Monday, 12 May 2014

How Big Walsh Held His Own

How "Big Walsh" Held His Own.
by Frank Rose.
ILLUSTRATED BY DUDLEY TENNANT.
From The Wide World magazine, 1918. Digitized by Doug Frizzle, April, 2014.

"Big Walsh" was an American miner, and herein the Author relates a thrilling experience he had in Bolivia “I have compiled the narrative,” he writes, “from statements made to me by the miner in question. These data were subsequently confirmed by several residents in the city of Oruro, and can therefore be accepted as absolutely correct. The names are slightly changed, and that is all.

IT is most refreshing in this world, with its large proportion of colourless "me-toos,” and “same-here’s,” once in a while to come across a person of real individuality, a landmark, a pillar of strength amongst the spineless, uninteresting majority. Such a person was John Walsh, of whom I wish to tell.
I met him during my early adventurous days in Bolivia, far up amongst those wastes of salt and borax, nitrate and mineral ore. Up amongst the clouds as it were, at three miles elevation above the Pacific and hundreds of miles inland, up there in the dreary wastes of mountain and rock and dazzling plateau, where strange things happen and where man must battle with Nature and with human beings even less kind.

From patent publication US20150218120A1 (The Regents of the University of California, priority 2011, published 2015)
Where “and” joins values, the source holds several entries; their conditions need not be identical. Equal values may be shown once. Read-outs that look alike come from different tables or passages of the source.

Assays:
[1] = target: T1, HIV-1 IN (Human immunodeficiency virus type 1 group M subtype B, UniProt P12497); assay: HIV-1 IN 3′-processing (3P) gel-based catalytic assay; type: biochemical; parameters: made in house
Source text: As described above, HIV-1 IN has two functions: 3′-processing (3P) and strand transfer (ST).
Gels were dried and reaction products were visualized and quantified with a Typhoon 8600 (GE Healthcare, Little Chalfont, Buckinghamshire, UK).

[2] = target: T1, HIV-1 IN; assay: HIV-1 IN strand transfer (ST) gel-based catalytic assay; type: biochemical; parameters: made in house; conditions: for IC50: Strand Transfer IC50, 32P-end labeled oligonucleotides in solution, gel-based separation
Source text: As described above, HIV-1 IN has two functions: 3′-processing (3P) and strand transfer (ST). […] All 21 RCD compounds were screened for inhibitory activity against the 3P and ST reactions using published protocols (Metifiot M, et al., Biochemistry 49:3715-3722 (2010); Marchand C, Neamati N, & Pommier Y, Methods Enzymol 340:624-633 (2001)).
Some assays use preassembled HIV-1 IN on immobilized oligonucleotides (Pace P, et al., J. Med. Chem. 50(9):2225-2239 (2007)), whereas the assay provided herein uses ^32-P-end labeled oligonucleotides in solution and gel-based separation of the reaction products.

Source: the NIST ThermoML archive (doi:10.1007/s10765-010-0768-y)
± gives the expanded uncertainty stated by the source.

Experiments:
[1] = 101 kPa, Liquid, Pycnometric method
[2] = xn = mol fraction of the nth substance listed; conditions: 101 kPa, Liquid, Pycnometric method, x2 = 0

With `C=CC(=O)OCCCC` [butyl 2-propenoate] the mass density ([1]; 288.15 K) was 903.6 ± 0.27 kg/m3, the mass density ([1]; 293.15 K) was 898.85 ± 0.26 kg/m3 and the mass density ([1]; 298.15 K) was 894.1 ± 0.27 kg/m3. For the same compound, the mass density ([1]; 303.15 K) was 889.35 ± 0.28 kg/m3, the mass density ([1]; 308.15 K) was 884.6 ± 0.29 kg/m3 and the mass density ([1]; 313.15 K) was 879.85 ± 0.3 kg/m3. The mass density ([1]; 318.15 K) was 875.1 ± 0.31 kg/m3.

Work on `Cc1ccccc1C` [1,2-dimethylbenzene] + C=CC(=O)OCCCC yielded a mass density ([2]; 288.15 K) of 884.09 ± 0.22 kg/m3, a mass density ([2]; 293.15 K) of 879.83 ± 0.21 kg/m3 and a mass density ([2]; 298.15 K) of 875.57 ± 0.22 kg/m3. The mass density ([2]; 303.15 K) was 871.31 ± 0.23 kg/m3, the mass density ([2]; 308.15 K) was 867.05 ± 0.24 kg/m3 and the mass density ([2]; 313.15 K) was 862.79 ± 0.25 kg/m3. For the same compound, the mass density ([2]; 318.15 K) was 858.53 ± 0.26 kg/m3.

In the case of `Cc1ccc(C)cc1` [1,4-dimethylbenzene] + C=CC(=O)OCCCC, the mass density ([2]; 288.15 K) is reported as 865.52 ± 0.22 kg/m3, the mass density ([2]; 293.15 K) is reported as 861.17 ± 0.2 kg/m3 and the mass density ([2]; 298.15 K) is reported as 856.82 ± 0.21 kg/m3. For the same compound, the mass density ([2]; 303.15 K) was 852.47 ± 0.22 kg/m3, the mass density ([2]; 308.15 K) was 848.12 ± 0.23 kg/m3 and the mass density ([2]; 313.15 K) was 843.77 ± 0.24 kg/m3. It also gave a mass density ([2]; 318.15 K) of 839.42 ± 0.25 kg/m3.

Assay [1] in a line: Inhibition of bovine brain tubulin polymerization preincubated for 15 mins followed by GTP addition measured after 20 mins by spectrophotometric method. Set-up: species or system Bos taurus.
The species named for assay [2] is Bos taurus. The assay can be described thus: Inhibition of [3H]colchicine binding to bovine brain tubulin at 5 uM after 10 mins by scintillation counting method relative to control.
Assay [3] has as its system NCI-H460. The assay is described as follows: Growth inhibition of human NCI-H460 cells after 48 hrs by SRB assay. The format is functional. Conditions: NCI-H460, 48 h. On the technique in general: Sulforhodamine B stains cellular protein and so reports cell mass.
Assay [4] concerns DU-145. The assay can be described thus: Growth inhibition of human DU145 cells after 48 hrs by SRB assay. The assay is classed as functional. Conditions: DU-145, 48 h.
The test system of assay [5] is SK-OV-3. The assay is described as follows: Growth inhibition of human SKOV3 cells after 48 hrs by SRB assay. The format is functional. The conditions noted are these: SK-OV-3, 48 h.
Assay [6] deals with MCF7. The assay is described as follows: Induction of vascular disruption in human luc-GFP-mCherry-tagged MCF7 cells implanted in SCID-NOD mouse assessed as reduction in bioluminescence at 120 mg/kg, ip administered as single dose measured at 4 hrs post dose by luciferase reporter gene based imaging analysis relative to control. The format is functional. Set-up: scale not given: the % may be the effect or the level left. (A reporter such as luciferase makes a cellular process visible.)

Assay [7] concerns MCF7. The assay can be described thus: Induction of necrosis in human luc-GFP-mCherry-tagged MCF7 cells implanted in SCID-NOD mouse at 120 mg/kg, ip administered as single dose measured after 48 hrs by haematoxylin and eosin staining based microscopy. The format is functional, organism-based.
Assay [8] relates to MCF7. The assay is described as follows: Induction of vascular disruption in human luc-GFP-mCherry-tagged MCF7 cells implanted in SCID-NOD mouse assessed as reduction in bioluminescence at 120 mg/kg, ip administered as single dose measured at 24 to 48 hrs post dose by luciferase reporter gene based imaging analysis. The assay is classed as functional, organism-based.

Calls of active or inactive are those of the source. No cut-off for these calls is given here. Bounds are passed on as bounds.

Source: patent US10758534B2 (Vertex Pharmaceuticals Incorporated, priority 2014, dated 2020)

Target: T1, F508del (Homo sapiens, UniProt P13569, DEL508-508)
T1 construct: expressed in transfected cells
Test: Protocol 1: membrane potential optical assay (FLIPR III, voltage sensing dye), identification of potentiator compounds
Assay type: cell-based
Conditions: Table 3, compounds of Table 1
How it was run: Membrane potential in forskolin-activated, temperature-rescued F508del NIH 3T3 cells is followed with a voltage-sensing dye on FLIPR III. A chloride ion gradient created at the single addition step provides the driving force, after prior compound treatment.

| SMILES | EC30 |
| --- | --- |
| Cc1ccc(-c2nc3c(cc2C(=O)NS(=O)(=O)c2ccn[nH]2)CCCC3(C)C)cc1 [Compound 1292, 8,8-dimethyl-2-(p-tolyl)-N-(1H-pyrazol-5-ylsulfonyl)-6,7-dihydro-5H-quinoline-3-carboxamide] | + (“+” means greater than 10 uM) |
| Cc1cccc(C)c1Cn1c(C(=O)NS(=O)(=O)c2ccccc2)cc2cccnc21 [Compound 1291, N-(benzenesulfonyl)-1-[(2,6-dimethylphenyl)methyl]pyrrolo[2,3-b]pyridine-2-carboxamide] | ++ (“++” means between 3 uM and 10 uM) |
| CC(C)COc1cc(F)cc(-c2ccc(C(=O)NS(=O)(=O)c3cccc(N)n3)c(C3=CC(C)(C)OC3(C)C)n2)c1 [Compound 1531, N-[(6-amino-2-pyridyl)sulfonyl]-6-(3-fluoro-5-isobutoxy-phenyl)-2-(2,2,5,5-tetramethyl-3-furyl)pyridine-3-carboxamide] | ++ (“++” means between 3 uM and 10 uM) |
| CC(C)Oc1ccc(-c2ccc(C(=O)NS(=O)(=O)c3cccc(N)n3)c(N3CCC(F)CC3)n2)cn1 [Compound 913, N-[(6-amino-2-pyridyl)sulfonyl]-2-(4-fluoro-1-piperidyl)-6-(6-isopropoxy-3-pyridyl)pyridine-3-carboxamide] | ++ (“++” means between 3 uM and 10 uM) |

Big Walsh—as we always called him—was from Missouri, and he had a habit of letting you know this fact early in his first conversation with you.
He was a very tall, squarely-built man, of great strength. But the wonderful trait about him was his marvellous personality. He was not a bully by any means, for a more kindly, generous, reasonable man to deal with one could not desire to meet. But when thwarted or about to be overwhelmed by difficulties and disaster, his amazingly forceful character stood out chiselled in granite for all to see.
When I first met him he had just returned from a gold-washing expedition amongst the riverbeds of the higher reaches of the Beni tributaries.
He, with two friends, Smith and Talbot, had contracted “gold-fever,” and—determined to try their luck—had, after considerable difficulty and danger, reached the Tuiche River, where during three months they had washed for gold with fair success.